On a Burning Deck. the Road to Akron. : An Oral History of the Great Migration.
Overview - In the earliest decades of the 20th century, more than twenty-eight million men and women-black and white-began "The Great Migration" north from the Deep South and Appalachia, lured by high wages and the opportunity to make a better life for themselves and their families. Read more...
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More About On a Burning Deck. the Road to Akron. by Tom Jones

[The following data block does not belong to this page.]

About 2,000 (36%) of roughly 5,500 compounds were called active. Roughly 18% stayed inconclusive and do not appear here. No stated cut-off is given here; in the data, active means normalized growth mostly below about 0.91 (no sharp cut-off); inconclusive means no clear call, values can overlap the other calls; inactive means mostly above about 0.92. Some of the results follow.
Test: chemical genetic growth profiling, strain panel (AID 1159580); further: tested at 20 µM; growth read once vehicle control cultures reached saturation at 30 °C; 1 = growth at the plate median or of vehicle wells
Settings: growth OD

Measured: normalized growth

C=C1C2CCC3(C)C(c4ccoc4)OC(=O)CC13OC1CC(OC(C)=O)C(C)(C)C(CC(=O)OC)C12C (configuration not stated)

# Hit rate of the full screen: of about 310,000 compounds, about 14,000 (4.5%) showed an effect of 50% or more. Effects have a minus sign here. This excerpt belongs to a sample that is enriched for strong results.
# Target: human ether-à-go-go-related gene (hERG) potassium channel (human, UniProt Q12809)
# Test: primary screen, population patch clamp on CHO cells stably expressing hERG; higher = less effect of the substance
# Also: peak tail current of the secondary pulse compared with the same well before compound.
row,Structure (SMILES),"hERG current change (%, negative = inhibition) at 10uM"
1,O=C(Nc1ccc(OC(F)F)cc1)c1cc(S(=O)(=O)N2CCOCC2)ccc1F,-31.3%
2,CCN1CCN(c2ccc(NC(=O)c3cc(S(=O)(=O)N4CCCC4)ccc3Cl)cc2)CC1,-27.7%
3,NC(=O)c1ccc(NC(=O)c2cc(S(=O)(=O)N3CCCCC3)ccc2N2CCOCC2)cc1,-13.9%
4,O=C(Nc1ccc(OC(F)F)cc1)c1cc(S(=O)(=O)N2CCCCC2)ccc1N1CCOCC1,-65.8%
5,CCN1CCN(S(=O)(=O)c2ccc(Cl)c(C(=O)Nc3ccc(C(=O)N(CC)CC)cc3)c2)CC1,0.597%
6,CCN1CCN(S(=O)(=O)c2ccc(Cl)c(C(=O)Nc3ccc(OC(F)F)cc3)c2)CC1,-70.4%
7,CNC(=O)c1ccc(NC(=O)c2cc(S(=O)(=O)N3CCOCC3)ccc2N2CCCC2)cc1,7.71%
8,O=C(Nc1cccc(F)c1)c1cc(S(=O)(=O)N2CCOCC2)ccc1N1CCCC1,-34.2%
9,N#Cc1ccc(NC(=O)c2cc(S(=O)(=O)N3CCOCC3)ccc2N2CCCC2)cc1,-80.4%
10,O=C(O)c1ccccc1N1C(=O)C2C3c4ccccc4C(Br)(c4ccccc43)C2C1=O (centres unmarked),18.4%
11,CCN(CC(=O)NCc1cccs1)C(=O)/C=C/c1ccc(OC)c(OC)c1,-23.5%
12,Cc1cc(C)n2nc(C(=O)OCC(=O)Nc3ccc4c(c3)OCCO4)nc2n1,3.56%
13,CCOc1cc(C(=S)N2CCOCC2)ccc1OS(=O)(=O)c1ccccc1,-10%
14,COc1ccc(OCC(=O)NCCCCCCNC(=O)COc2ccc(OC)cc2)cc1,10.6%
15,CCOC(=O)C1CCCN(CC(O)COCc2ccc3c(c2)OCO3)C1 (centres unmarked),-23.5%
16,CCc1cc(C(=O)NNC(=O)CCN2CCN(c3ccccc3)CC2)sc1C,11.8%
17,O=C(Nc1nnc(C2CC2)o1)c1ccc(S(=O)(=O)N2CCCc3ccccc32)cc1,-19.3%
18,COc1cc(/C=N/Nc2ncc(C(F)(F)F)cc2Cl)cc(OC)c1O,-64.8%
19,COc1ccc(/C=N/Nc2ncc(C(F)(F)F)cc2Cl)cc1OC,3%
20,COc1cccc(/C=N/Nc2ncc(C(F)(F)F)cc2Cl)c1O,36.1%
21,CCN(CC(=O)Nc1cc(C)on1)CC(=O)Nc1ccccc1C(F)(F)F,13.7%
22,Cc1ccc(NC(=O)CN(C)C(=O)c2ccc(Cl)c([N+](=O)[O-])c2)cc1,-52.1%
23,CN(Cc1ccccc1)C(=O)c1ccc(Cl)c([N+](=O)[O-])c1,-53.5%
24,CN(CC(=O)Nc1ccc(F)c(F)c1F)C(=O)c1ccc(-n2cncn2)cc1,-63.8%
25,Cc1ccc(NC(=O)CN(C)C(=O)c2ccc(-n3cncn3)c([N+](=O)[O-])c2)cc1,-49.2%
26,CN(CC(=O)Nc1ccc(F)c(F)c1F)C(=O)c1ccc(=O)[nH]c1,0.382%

In the earliest decades of the 20th century, more than twenty-eight million men and women-black and white-began "The Great Migration" north from the Deep South and Appalachia, lured by high wages and the opportunity to make a better life for themselves and their families. Among the white southerners who left their homes, literally hundreds of thousands came to work in the rubber factories of Ohio during the teens and twenties, forever changing its culture, history and politics. Who were they? Other than the throwaway term of "hillbillies," the astonishing fact is that historians really haven't had any idea at all. They tell us that no records, no memoirs, no photographs, no letters home exist for these workers during this defining period of northeast Ohio's history. However, there was one archive that none of these historians knew existed. Based on over 50 hours of previously unpublished oral histories and dozens of family photos, "On A Burning Deck, The Road to Akron," offers the only complete portrait of one family's origins in rural Kentucky, migration to Akron in 1917, and work in the rubber factories. The companion volume of this work, "Return to Akron" (to be released in late 2017), continues their story as the head of the family struggles to support a family during recession, depression and strike only to eventually take his place in local government, personally establishing a modern police department and shepherding his community's growth in the years following World War II. Meticulously researched, rich in detail, thoroughly referenced for historical perspective, and completely indexed with hundreds of names, this contextual oral history offers the only first-hand account of industrial Ohio's boom years. A must-read for anyone interested in 20th century history, Kentucky or Ohio history, industrial relations, local governance or genealogy, "On A Burning Deck" is a tale well-told with wry humor and deep insight into the people, the "hillbillies," who built modern industrial Ohio.